Porto Rico. pellant organization were not discharged, in pro

In Chambers, February 7, 1902. curing the employment of the members of their own association. But no unlawful means

JOSEPH WENAR, Complainant, v. J. J. Pohl, taken; were any illegal acts committed in

Defendant. bringing about that result. It was not an effort to compel the members of the appellant organiza

OPINION. tion to join the respondents' association, as a condition of being allowed to work, There is no This is a motion upon a bill filed for a temporary finding to that effect. On the contrary, it appears injunction to prevent the defendant from taking that the appellant McQueed, having failed to pass possession of certain premises by virtue of the the required examnation to become a qualified action of the Insular District Court in a suit of member of the respondents' association, proceeded Pohl against Wenar, brought in that court, and to organize an association of his own. Regarded which action was had after that cause, by law, stood either as an effort to secure only the employment transferred to this court. Upon the filing of the bill of efficient and approved workmen, or as a mere a temporary restraining order was made in order struggle for exclusive preference of employment, to preserve the then status of the parties until the on their own terms and conditions, from either question of the right to an injunction could be standpoint how can it be said to be within the fully heard. It has been fully and ably argued upon condemnation of the law, or of any statute, when both sides, and the court has given to it much there was no force employed, nor any unlawful thought and very extended examination of act committed? Our laws recognize the absolute authorities. The provision in section 720 of the freedom of the individual to work for whom he United States statutes forbidding a United States chooses, with whom he chooses, and to make any court from enjoining proceedings in a State court contract upon the subject that he chooses. There has no application where a case in fact stands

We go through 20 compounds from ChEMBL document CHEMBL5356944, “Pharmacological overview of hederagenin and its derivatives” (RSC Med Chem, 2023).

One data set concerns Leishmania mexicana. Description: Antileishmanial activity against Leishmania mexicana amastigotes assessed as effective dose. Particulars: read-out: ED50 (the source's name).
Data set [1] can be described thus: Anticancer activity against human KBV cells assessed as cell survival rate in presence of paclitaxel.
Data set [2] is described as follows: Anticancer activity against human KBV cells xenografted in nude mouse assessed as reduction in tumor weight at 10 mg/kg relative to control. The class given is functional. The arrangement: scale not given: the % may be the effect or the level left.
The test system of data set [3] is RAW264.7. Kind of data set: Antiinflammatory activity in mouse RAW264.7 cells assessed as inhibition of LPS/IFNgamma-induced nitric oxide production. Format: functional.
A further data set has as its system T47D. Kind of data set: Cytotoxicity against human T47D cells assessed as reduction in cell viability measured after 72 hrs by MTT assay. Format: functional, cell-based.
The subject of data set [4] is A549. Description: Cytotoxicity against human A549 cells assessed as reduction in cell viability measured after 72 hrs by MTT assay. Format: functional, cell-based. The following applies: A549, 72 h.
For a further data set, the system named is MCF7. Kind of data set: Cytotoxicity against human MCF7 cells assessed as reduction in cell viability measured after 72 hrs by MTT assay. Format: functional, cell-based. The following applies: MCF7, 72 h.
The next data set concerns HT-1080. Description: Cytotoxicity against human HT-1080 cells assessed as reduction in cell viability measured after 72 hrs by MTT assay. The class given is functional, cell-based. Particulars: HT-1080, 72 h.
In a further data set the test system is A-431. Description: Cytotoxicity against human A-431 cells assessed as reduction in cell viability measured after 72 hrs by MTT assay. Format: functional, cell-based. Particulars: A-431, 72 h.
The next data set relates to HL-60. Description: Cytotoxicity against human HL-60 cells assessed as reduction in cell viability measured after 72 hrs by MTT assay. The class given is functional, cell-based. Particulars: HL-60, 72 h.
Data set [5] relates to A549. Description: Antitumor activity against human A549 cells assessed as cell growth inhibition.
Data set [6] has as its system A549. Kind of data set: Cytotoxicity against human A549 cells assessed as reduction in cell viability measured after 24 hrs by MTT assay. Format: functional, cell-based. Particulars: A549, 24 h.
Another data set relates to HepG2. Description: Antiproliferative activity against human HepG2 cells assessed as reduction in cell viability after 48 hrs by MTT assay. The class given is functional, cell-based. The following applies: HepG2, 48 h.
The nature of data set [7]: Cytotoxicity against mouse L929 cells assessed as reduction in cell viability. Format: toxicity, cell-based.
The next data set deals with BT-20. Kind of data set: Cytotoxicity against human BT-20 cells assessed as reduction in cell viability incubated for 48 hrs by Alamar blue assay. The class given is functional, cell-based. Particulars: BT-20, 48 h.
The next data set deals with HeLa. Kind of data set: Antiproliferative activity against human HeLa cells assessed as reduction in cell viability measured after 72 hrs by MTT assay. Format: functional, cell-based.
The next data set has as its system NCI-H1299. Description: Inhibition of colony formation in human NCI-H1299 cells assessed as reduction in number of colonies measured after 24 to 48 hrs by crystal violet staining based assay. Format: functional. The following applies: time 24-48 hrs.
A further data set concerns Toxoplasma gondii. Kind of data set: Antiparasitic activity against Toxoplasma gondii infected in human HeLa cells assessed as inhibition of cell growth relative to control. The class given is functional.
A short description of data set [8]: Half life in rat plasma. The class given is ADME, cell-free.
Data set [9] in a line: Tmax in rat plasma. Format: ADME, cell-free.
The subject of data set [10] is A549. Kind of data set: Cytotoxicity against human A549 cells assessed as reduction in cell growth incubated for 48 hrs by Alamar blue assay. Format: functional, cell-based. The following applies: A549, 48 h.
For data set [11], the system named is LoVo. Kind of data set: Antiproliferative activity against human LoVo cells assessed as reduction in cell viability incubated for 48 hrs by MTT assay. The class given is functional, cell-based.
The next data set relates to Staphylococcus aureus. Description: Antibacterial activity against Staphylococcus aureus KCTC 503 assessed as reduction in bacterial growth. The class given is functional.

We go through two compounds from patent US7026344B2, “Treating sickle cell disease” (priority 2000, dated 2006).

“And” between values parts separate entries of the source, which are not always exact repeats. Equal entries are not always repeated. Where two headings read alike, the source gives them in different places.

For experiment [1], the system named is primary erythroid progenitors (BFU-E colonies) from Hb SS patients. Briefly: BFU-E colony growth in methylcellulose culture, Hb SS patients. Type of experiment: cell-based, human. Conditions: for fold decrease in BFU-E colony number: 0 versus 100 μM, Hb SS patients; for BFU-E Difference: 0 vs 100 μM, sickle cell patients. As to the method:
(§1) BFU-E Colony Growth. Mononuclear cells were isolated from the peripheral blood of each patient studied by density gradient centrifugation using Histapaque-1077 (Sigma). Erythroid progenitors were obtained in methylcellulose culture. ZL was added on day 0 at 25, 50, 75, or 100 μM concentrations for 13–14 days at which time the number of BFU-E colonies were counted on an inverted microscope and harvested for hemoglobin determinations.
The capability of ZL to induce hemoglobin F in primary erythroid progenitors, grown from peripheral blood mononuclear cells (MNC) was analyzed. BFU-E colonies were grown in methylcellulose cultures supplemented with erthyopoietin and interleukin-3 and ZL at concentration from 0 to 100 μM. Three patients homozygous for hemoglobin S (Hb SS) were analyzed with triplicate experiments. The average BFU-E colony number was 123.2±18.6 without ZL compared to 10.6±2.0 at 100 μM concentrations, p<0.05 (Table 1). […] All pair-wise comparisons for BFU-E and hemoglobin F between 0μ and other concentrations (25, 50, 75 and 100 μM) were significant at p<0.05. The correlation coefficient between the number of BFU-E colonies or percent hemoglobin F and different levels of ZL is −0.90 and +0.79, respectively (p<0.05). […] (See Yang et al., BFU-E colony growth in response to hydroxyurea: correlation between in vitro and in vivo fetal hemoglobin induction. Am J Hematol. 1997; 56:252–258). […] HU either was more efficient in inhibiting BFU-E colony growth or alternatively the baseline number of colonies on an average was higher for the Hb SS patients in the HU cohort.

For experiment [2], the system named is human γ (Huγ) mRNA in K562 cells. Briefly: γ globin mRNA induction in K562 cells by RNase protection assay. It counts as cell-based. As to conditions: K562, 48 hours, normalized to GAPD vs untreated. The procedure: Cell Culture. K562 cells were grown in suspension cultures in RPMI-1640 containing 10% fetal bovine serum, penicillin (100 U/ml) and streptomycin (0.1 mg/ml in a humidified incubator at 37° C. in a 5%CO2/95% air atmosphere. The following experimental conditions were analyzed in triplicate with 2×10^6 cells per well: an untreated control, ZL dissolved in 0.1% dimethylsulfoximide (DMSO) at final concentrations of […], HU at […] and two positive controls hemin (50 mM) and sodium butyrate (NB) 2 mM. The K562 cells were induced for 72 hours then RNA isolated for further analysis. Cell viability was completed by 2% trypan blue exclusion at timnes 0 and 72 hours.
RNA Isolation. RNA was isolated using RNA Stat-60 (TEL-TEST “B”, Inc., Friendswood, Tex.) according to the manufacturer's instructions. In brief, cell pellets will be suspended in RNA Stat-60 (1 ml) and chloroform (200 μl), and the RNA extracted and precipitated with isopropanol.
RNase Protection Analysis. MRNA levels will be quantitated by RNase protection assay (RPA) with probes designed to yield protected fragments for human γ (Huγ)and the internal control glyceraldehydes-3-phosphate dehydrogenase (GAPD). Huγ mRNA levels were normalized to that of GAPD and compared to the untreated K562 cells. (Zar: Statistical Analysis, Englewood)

removed to the United States court. The Supreme not limit its jurisdiction. If the case be a removable Court of the United States has so held (22 Wall. one it stands removed ipso facto when the proper 250; French v. Hay).

petition and bond is presented to the Insular Court. In such a case the jurisdiction of the United It cannot defeat it by refusing to act. An order by States court has attached and the parties to the it removing the case is quite proper, but not essensuit are subject to its control.